Mobile devices are becoming increasingly important as a means of distributing and sharing information. Cell phones, wireless hand-held computers, and new devices we haven't even seen yet are being used in new and unanticipated ways.
Submitted by erhardt on September 12, 2016 - 10:06pm
By Ethan Zuckerman and Erhardt Graeff
One of the best tricks educators can use is the technique of pulling students out of the classroom to encounter the issues we're studying in the "real world." So it's a gift when an artist of the calibre of Anna Deavere Smith opens a new work in Cambridge just as the semester is starting. And given that our lab, the Center for Civic Media, studies how making and disseminating media can lead to civic and social change through movements like Black Lives Matter, a three-hour performance about the school-to-prison pipeline is an unprecedented pedagogical gift. A dozen of us made our way to the American Repertory Theatre at the end of August for a performance we'll likely discuss for the rest of the academic year.
Deavere Smith's work is often referred to as "documentary theatre," and Notes From The Field: Doing Time In Education follows a model she's rightly been celebrated for. Portraying individuals she's interviewed while researching a controversial topic, she recreates their physical tics and speech patterns on stage, telling their stories—and the work's larger narrative—through their original words.
Part of what makes this work is Deavere Smith's ungodly skill at mimicry. As it happened, the first character she portrayed during Notes From The Field is a friend of Ethan's—Sherrilyn Ifill, director of the NAACP's Legal Defense Fund—and when he closed his eyes, the rhythm of her speech was so similar to Sherrilyn's voice, he thought it must be a recording. In the next scene, as Deavere Smith donned orange waders to become a 6'4" 300-pound Native American fisherman, we were all willing to suspend any disbelief.
This is my first time giving an academic talk, and I think it's the first time a US exile is presenting research at a US academic institution. One of the great things about Cory's talk is that we don't talk enough about how laws are a weak guarentee of outcome. theft, murder, etc still happen.
What does civic innovation look like in México? There are efforts across the nation to build skills, interest, and capacity for civic technology. Last week I contributed to these by facilitating a workshop for youth in Mérida, Mexico on the topic of Civic Innovation. It was organized and hosted at the amazing Workshop school, just outside of town, with the help of my colleague and friend Alberto Muñoz. Their student-led, collaborative approach to learning was inspired by the Reggio-Emilia style; reminding me of my roots in the Lifelong Kindergarten group. It provided the perfect setting for this hackathon-style workshop to help youth learn about how to apply their technological and creative skills towards the public good. The participants ranged from 6th grade, to graduate school; a great mix of skills and interests.
Three of us (Sands, Alexis & Rahul) were in India in mid January to lead a week long workshop for Indian undergraduates about Civic Innovation. Students and alumni from the MIT Media Lab have organized large Design Innovation workshops in India for the last few years, focused on a bottom-up approach to changing how engineering education happens in India. There are certainly exceptions, but Indian education is typically very traditional, and there aren't many opportunities for sharing ideas and approaches across disciplines.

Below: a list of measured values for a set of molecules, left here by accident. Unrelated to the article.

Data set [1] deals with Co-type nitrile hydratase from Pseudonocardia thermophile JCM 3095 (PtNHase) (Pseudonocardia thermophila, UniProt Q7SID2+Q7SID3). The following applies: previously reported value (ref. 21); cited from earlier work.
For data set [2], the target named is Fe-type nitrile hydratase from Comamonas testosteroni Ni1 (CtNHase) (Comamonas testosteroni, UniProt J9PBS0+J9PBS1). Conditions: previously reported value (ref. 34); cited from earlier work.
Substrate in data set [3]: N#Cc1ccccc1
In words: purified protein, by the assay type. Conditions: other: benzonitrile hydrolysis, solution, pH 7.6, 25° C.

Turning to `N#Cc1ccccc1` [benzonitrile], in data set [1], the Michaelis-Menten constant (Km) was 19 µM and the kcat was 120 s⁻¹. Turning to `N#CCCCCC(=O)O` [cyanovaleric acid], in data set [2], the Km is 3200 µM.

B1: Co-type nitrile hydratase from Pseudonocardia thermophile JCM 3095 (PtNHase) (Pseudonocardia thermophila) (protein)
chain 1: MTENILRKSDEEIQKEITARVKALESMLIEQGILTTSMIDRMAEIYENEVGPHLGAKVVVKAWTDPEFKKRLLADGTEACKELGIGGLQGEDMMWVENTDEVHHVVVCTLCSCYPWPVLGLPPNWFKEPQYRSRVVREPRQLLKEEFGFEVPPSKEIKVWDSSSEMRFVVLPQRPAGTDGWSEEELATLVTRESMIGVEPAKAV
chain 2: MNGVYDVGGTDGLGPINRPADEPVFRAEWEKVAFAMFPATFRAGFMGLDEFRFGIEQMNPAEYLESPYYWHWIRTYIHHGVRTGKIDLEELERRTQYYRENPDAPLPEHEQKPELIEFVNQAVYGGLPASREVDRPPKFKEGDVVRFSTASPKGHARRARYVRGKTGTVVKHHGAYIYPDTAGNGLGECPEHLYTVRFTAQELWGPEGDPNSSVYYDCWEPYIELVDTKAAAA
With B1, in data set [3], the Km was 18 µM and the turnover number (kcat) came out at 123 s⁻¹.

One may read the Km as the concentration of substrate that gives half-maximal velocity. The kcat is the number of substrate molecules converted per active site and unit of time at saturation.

Our goal was to work with the 30 participants in our track and explore a few questions:
What does "civic innovation" mean in India?
Can we help these students apply their skills to problems that matter?
Do our methods and approaches for doing civic work apply in India?
To explore what civic innovation means in India, and to provide some inputs into our design process, we took a few field trips around Ahmedabad.
Johnny Diggz, Geeks Without Bounds Willow Brugh, Geeks Without Bounds
VizThink by Johnny Diggz.
Geeks Without Bounds holds hackathons to match people with skills with humanitarian groups that need those skills. In times of crisis, communication is one of the top priorities. But those channels are usually for "first responders" rather than residents.
Johnny Diggz is a cofounder of Geeks Without Bounds and many tech companies. Most recently he is the Chief Evangelist at Tropo. Willow Brugh is one of our own at the Center for Civic Media, as well as a cofounder of Geeks Without Bounds and an affiliate at the Harvard Berkman Center.
Live blogged by Rahul Bhargava and Matt StempeckMonday, June 23, 2014 - 3:45pm
The Internet lowers coordination costs, making it easier for groups of people to cooperate and work together. Despite this, it's often been hard to apply the lessons of online cooperation to the world of civics. A set of exciting new projects and initiatives offers hope for what's possible and a clearer sense of the challenges of using the web to participate in offline social change.
In recent days, Brazil has enacted its own “Spring”. It began with demonstrations in São Paulo against a 10-cent increase in bus fares. Last week, the protest was harshly repressed by the military police, but their brutality produced an unexpected outcome. The majority of the population, which had been looking with displeasure at the isolated episodes of vandalism that accompanied the demonstrations, became sympathetic to the protesters’ cause after watching the government’s violent reaction.
On Tuesday, more than 200,000 people took to the streets of the main cities across the country. In São Paulo, they were 60,000. In Rio, around 100,000. These have been the biggest demonstrations since the impeachment of Brazilian president Fernando Collor de Mello in 1992, after a corruption scandal.